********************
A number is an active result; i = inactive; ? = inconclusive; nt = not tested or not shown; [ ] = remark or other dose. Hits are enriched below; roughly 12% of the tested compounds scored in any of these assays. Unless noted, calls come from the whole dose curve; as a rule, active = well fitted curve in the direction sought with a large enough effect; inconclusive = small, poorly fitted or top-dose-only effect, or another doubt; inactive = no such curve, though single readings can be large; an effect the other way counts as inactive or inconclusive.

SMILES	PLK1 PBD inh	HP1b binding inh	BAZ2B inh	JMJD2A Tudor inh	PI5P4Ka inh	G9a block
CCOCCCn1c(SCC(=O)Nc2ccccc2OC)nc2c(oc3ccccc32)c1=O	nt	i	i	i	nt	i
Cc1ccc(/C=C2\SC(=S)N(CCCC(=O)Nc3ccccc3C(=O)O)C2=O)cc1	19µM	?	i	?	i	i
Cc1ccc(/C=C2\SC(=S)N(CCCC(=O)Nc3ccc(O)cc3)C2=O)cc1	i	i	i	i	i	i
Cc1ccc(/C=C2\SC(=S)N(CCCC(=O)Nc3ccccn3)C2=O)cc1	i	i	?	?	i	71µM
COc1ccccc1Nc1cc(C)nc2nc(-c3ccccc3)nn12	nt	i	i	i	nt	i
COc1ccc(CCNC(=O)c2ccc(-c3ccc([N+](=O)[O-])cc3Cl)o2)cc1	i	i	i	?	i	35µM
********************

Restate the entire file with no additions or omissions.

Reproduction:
A number is an active result; i = inactive; ? = inconclusive; nt = not tested or not shown; [ ] = remark or other dose. Hits are enriched below; roughly 12% of the tested compounds scored in any of these assays. Unless noted, calls come from the whole dose curve; as a rule, active = well fitted curve in the direction sought with a large enough effect; inconclusive = small, poorly fitted or top-dose-only effect, or another doubt; inactive = no such curve, though single readings can be large; an effect the other way counts as inactive or inconclusive.

SMILES	PLK1 PBD inh	HP1b binding inh	BAZ2B inh	JMJD2A Tudor inh	PI5P4Ka inh	G9a block
CCOCCCn1c(SCC(=O)Nc2ccccc2OC)nc2c(oc3ccccc32)c1=O	nt	i	i	i	nt	i
Cc1ccc(/C=C2\SC(=S)N(CCCC(=O)Nc3ccccc3C(=O)O)C2=O)cc1	19µM	?	i	?	i	i
Cc1ccc(/C=C2\SC(=S)N(CCCC(=O)Nc3ccc(O)cc3)C2=O)cc1	i	i	i	i	i	i
Cc1ccc(/C=C2\SC(=S)N(CCCC(=O)Nc3ccccn3)C2=O)cc1	i	i	?	?	i	71µM
COc1ccccc1Nc1cc(C)nc2nc(-c3ccccc3)nn12	nt	i	i	i	nt	i
COc1ccc(CCNC(=O)c2ccc(-c3ccc([N+](=O)[O-])cc3Cl)o2)cc1	i	i	i	?	i	35µM